Cold war photo kept under wraps
Taken in 2000, this recently declassified photo is exactly the kind of thing that the American public doesn't want to know about. It's easy to believe that following the end of the Cold War everyone just got rid of their weapons of mass destruction but that's hardly the case. Each barrel in this chilling photo is full of toxic agents stored at a chemical weapons site in the Saratov region of Russia.
At the time, Russian officials denied the existence of a chemical weapons program but remarks by Soviet chemical weapons scientist Vladimir Uglev suggest otherwise. He told the Guardian that in the '90s two officers that he worked with at the site died due to accidents with the chemicals on the premises. However, he noted that it was unlikely that anyone would be able to track down the chemicals.
Saddam Hussein following his capture
When Saddam Hussein dipped out of the public eye after the 2003 invasion of Iraq he became the number one target in the country. Between July and December 2003, the JSOC carried out hunfreds of operations just to find this heinous dictator. When they discovered Hussein's whereabouts the JSOC didn't wait long to strike.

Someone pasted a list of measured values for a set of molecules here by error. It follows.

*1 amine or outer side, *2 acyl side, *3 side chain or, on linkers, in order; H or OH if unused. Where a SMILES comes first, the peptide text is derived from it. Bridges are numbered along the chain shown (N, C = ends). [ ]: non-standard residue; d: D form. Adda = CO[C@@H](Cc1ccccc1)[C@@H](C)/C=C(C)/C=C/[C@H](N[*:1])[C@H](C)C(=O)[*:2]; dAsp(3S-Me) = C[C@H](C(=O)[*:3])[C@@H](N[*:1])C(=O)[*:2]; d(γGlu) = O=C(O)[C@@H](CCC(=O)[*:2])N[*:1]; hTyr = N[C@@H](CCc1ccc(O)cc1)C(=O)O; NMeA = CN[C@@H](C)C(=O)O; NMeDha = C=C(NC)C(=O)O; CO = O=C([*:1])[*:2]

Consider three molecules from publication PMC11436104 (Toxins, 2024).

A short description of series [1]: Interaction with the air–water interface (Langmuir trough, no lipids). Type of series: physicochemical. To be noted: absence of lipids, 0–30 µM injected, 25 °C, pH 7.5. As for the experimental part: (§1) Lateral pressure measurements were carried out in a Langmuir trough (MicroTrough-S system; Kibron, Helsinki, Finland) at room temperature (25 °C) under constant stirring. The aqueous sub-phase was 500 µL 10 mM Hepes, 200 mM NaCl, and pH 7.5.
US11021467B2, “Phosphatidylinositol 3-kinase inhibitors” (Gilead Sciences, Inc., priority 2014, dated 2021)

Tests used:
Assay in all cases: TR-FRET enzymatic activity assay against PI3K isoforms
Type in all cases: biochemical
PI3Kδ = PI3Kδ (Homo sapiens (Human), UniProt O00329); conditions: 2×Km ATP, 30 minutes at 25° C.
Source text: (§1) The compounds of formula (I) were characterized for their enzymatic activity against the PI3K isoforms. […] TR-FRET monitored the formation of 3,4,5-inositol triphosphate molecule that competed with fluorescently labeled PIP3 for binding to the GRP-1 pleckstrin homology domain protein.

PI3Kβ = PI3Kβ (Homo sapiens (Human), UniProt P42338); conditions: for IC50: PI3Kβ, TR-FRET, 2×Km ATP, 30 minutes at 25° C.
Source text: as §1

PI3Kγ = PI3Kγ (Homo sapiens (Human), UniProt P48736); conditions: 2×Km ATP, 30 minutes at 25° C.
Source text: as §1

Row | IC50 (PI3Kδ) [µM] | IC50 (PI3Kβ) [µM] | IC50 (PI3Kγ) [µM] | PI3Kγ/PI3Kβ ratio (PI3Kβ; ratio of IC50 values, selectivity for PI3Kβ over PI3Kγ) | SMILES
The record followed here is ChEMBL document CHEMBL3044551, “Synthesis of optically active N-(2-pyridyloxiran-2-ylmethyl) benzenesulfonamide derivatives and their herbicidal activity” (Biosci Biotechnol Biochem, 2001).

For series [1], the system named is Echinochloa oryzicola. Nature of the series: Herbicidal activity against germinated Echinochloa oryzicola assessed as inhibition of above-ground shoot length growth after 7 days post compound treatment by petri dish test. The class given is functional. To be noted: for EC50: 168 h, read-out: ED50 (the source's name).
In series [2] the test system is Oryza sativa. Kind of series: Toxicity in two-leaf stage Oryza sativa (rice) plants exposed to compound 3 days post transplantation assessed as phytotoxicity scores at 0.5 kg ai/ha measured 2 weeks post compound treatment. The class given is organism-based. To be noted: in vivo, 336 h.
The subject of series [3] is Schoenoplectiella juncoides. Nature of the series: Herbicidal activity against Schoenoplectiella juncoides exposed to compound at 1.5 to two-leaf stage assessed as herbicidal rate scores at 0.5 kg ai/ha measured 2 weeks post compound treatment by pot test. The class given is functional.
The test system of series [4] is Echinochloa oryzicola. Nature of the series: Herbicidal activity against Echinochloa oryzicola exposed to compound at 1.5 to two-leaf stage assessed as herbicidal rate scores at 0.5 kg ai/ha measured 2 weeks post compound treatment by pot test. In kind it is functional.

Operation Red Dawn was carried out in Ad-Dawr, Iraq when multiple units made their way through two different areas before finding nothing. But then one member of the group kicked a piece of the floor away and found a spider hole and out popped Hussein. The former leader of Iraq was captured with little resistance along with his bodyguards.
Police officers mask up for the Spanish Flu pandemic of 1918
The pandeminc of 1918 was a quick burning, destructive, and chaotic flu that wiped out a large swath of the world's population. People were told to wear masks but in many instances some folks just straight up refused. It was all due to the lack of accurate research into the illness.
Historian John Barry explained that during the flu of 1918 there was an extreme amount of disinformation going around:
The press did not treat the 1918 flu seriously during the outbreak, for reasons that are very different than today. There was real fake news coming out of the U.S. government about the 1918 flu. As a general rule, the media was extremely complicit with the U.S. government in telling those lies... There was no partisan division over the 1918 flu. It was to no one's political benefit to try to expose the truth about the pandemic then.
Atomic bomb test dummies sit down for dinner, 1953
In the 1950s, the Cold War between America and the Soviet Union edscalated to the point that America began preparing to unleash nuclear fury on its former ally. To accurately test the explosive power of these devices, military scientists set up department store mannequins to see just how much a blast would destroy. The tests proved that an atomic bomb works in mysterious ways.